While I Was Waiting to Get Pregnant, I Realized I Was Waiting to Recover, Too
“I’m going to be the best incubator ever!” I declared triumphantly.
Then the waiting began.
You must understand, I had already been waiting. Back in 2012, when I declared my gestational intentions, I had already been with my partner for seven years and married for three. We had experienced, I felt at the time, every possible stumbling block, contingency, and obstacle that life could offer, both literally and figuratively.
I didn’t mind that wait. It had taken us those seven years to grow together, to learn, to prepare for the family that awaited us. It was a necessary process, and I remain beyond grateful that we did not rush into a tiny addition before we were ready. For transparency’s sake, however, I must admit I became hyper-cognizant of my friends’ breeding as the years went by, several already on their second pregnancies as I posted Facebook photos of my cats, and slept until noon. A baby was something I had always known I wanted, and I’ve never been good at delayed gratification. By 2012, I was
I would wait, it would turn out, nearly four more years.
My story is one of infertility, like many women’s stories, but also one of illness, of recovery, and of unconditional love. It didn’t begin when I first started trying to conceive, but rather two decades earlier; it doesn’t end happily ever after now that I have my son, though it’s not over yet. What I hope is my story contains a grain of empathy, of understanding, or of optimism for women living a similar narrative.
In 2012, when my husband and I decided to finally start trying for a baby, I underwent an intentionally drastic shift overnight. I quit drinking; I quit smoking pot. I cut out caffeine, so no chocolate and definitely no coffee. I stopped eating deli meat, sushi, unpasteurized cheese, fish with mercury, hollandaise, cookie dough… all the staples. I started working out for the first time in over five years, since the death rattle of my dream to be a professional ballerina had sounded and I’d quit all forms of exercise. I slept more. I ate produce. Essentially, I did what so many women have done before me for the sake of the baby they hope to grow.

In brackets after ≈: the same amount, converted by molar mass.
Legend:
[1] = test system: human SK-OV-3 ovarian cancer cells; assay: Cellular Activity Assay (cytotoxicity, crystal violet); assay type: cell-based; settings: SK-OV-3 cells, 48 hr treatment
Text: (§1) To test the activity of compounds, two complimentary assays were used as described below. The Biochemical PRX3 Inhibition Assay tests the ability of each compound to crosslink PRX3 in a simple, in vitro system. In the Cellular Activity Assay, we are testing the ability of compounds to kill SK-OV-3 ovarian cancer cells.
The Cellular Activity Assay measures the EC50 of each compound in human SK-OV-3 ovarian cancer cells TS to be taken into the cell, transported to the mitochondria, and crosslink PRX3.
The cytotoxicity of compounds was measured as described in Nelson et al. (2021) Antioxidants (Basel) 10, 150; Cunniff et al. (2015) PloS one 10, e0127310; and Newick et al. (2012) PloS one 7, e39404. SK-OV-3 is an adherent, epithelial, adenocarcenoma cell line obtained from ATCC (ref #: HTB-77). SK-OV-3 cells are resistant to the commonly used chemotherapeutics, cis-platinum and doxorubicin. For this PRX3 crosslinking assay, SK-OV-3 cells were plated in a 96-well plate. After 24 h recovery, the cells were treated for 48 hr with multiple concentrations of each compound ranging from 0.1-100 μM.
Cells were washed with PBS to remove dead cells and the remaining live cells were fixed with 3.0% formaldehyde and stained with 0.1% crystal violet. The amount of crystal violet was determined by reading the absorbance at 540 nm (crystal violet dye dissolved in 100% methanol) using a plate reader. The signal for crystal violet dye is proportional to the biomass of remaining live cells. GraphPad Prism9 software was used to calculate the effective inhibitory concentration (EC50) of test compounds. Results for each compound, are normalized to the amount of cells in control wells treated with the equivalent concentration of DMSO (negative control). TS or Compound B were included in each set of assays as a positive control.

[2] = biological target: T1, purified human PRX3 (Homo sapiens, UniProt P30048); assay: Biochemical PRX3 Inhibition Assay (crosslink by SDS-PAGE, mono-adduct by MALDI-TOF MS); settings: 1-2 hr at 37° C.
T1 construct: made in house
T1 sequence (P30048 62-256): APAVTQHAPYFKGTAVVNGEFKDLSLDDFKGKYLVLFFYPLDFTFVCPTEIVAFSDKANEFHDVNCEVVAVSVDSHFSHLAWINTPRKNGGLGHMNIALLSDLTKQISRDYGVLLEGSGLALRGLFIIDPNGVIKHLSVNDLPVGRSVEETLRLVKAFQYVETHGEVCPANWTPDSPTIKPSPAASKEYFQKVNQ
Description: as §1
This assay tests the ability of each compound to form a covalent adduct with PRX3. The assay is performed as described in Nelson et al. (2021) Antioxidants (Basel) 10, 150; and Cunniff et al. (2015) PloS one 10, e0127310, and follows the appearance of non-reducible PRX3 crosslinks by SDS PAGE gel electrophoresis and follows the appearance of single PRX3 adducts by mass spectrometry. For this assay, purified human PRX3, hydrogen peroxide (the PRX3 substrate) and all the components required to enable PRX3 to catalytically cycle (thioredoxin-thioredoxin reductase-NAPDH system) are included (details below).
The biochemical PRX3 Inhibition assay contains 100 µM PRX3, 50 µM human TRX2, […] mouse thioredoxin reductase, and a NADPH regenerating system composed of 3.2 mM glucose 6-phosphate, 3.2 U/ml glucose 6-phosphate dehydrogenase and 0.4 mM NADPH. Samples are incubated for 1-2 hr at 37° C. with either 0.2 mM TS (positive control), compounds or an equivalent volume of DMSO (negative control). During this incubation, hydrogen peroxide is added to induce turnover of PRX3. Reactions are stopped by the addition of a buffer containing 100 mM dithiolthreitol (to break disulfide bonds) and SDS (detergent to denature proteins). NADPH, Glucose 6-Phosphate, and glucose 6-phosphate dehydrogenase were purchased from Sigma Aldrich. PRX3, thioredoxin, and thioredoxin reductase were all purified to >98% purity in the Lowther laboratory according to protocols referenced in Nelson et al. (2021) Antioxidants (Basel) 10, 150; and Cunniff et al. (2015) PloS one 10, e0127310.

If you or someone you know has an eating disorder, call the National Eating Disorders Association helpline: 800-931-2237.
However, the eating disorder I’d struggled with for more than 20 years got in the way.
While I was cutting out chocolate, it told me, “Why not cut out all desserts?” While I was eating so healthily, “Why not get on the scale and lose a few pounds?” While I was exercising, “Why not exercise more? Shaking legs, heaving chest, and finally, a sense of accomplishment?”
Of course, I know now eating disorders aren’t about food. Eating disorders are about control, and after years of trauma, an eating disorder became my primary coping mechanism. Other factors — the ballet, perfectionism, undiagnosed mental illness — combined in a perfect storm every few years, as they had for decades, to render me in serious crisis.
As the first few months passed with no blue line on the pregnancy test, I thought I would just need to wait. And while I did, I was losing weight and toning up; it was being reinforced by friends and colleagues, again and again and again, how good I looked. But as more months went by, and I was still waiting, that desperate need for control made its presence known. I started restricting my food intake and exercising compulsively. I was fully aware of the discrepancy between my actions and my desire to get pregnant; however, it was no more a sense of cognitive dissonance than the one I experienced daily looking in the mirror, the body dysmorphia skewing the bony frame I couldn’t see.